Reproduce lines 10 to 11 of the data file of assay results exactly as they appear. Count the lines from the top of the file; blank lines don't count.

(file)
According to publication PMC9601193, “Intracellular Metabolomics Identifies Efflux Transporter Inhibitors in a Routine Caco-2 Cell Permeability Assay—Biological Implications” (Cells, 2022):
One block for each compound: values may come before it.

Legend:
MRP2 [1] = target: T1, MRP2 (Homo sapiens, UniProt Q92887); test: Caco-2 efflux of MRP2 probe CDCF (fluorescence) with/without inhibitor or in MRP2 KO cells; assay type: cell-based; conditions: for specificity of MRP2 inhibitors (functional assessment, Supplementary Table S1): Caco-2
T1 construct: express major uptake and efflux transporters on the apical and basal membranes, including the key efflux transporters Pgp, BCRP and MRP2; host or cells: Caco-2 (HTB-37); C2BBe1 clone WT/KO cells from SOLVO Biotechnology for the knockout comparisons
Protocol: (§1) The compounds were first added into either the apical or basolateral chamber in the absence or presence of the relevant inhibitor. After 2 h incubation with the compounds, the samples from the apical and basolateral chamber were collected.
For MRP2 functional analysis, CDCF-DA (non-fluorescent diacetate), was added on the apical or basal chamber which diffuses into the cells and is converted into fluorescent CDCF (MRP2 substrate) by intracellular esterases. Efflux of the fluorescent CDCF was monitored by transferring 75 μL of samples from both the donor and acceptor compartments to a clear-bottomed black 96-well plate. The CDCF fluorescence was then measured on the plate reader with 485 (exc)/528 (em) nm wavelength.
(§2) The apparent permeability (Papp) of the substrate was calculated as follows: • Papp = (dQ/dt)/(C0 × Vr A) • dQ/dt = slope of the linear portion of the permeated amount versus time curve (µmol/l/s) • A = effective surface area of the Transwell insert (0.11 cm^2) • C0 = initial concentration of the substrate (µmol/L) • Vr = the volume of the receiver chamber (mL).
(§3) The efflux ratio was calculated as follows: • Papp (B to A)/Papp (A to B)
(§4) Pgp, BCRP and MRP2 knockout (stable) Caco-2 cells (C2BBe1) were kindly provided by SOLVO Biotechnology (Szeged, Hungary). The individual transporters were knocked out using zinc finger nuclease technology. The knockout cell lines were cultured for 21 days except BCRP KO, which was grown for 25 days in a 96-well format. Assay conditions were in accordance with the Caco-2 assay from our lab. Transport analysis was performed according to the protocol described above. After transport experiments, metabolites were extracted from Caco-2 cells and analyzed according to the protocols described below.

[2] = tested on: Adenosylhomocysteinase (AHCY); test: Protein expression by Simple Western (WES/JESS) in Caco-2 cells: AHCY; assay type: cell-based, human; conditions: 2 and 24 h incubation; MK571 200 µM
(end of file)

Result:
(§4) Pgp, BCRP and MRP2 knockout (stable) Caco-2 cells (C2BBe1) were kindly provided by SOLVO Biotechnology (Szeged, Hungary). The individual transporters were knocked out using zinc finger nuclease technology. The knockout cell lines were cultured for 21 days except BCRP KO, which was grown for 25 days in a 96-well format. Assay conditions were in accordance with the Caco-2 assay from our lab. Transport analysis was performed according to the protocol described above. After transport experiments, metabolites were extracted from Caco-2 cells and analyzed according to the protocols described below.

[2] = tested on: Adenosylhomocysteinase (AHCY); test: Protein expression by Simple Western (WES/JESS) in Caco-2 cells: AHCY; assay type: cell-based, human; conditions: 2 and 24 h incubation; MK571 200 µM